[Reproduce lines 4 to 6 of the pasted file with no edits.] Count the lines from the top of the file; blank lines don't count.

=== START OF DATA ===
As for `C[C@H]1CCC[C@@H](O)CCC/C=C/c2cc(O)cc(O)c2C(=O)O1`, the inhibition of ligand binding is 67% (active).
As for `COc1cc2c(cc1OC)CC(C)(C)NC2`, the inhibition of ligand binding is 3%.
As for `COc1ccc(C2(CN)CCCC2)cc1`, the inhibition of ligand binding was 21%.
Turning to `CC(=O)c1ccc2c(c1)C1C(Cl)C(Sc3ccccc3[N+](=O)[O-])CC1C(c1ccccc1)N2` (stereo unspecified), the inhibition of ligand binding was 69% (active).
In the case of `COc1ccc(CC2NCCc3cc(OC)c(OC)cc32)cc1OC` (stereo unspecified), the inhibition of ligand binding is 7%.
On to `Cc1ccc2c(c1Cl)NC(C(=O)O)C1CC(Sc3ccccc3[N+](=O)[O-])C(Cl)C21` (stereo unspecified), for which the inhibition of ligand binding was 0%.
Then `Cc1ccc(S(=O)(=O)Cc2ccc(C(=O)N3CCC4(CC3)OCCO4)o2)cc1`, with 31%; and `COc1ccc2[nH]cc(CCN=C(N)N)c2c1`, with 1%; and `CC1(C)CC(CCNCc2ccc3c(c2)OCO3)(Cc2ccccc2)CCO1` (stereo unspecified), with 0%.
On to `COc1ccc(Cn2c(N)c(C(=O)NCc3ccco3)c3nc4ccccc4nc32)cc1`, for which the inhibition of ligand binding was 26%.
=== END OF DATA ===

Turning to `CC(=O)c1ccc2c(c1)C1C(Cl)C(Sc3ccccc3[N+](=O)[O-])CC1C(c1ccccc1)N2` (stereo unspecified), the inhibition of ligand binding was 69% (active).
In the case of `COc1ccc(CC2NCCc3cc(OC)c(OC)cc32)cc1OC` (stereo unspecified), the inhibition of ligand binding is 7%.
On to `Cc1ccc2c(c1Cl)NC(C(=O)O)C1CC(Sc3ccccc3[N+](=O)[O-])C(Cl)C21` (stereo unspecified), for which the inhibition of ligand binding was 0%.